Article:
In this article we will have Introduction to Data Structures. Data is set of values. A single unit of value is called data item. Collection of data is usually organised into fields, records and files.
Data can be organised in different ways. The logical and mathematical model of a particular organization of data is called data structure. Data structures are generally classified into two types:
- Primitive structures: For example integer, real, character, Boolean. These data types are simple as these cannot be further sub-divided.
- Non-primitive structures: For example: Arrays, Trees, Linked List etc. These are complex data types. Based on the arrangement of data, the primitive structures can be further divided into two types: linear and non-linear data structure.
Linear data structure: In linear data structure, the data is arranged in linear fashion or sequential order. Some of the examples are arrays, linked lists, stacks, queues.
Non-linear data structure: In non-linear data structure, the data is not arranged in sequence. Some of the examples are trees, graphs.
Data Structure Operations
The data stored in data structure is accessed by means of operations. The choice of selecting data structure for particular situation depends upon the frequency operation. Some of the frequently used operations are:
- Insertion: Adding a new record in the data structure.
- Deletion: Remove a record from the data structure.
- Traverse: Accessing each record in the data structure exactly once.
- Search: Searching refers to the process of finding the location of record with given key value or finding the locations of all records which satisfy one or more condition.
- Sorting: Sorting means arranging the records in some pattern.
- Merging: Merging means combining the records of two different sorted files into a single sorted file.
Abstract Data Type
Abstract Data Type (ADT) refers to set of data values and associated operations. ADT specifies the data type but is independent of its implementation details. Examples of ADT are stack, queues etc.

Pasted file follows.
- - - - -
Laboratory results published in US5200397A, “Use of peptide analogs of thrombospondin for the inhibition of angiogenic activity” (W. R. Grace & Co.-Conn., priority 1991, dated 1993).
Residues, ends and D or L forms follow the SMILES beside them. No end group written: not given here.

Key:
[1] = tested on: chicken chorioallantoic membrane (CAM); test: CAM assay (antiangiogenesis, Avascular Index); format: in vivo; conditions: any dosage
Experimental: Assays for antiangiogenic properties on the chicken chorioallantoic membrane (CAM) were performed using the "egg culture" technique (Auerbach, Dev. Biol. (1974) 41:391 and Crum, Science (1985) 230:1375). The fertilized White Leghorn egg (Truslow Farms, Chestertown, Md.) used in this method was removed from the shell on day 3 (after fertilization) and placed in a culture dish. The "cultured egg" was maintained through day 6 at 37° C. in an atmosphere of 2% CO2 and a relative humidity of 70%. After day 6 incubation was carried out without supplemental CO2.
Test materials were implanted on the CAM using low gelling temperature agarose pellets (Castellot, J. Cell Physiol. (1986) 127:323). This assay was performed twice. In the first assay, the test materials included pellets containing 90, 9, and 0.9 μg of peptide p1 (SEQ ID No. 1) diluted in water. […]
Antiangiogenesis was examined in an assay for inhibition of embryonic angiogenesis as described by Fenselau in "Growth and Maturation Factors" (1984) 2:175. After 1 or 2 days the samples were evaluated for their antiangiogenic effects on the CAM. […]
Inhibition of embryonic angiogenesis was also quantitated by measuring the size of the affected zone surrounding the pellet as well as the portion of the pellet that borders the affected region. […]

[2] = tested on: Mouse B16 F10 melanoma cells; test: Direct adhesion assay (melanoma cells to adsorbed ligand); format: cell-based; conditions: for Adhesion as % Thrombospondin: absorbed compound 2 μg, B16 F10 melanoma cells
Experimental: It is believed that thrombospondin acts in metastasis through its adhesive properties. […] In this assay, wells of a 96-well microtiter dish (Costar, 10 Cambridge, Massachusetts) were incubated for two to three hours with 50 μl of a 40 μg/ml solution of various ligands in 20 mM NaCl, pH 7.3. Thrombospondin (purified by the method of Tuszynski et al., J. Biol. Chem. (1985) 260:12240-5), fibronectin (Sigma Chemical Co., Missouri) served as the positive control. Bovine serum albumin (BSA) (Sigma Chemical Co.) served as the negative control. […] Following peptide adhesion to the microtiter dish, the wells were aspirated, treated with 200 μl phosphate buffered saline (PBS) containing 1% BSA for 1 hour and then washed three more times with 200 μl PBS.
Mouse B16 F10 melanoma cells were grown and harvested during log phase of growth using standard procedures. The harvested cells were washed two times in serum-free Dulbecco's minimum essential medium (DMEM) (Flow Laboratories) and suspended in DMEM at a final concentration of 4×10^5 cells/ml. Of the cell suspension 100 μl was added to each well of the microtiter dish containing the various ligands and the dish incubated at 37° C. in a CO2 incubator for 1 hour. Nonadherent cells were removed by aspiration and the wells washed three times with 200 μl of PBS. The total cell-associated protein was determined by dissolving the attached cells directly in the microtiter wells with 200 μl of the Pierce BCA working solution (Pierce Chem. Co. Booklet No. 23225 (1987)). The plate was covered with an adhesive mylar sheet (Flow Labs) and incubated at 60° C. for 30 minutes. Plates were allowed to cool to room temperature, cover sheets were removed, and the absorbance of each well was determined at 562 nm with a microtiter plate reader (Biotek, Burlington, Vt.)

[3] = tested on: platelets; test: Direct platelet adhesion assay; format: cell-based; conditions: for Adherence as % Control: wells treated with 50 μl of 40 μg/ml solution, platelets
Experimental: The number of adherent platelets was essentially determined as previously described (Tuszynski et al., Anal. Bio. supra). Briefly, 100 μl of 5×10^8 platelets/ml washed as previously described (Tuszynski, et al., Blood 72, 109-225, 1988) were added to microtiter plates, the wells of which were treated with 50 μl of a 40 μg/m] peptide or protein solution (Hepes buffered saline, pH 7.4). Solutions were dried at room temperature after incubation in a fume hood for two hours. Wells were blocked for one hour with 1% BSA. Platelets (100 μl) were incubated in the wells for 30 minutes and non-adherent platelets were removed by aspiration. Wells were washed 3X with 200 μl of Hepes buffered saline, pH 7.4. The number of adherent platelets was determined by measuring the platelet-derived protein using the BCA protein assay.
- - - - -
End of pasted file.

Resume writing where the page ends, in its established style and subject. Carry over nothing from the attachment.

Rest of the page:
Complexity and Time-Space Tradeoff
An algorithm is a well-defined sequence of steps used for solving certain sort of problems. The algorithm must be efficient in processing the data. The time and space are two major measures to judge the efficiency of an algorithm.
Complexity: The complexity of an algorithm is the function f(n) which determines the running time/space of algorithm in terms of input size ‘n’. It defines how fast or slow an algorithm is.
Time-Space Tradeoff: Time-space tradeoff means by increasing the amount of space required to store the data, the running time of algorithm decreases or by decreasing the amount of space required to store the data, the running time of algorithm increases.
There are generally three cases in complexity theory:
- Worst case: the maximum value of f(n) for any possible input.
- Average case: the expected value of f(n).
- Best case: the minimum possible value of f(n).
Big O Notation
The Big O notation defines an upper bound function g(n) for function f(n) which represents the time/space complexity of an algorithm for input of size n. This is all we need to need know about Big O notation from IBPS IT officer exam perspective.
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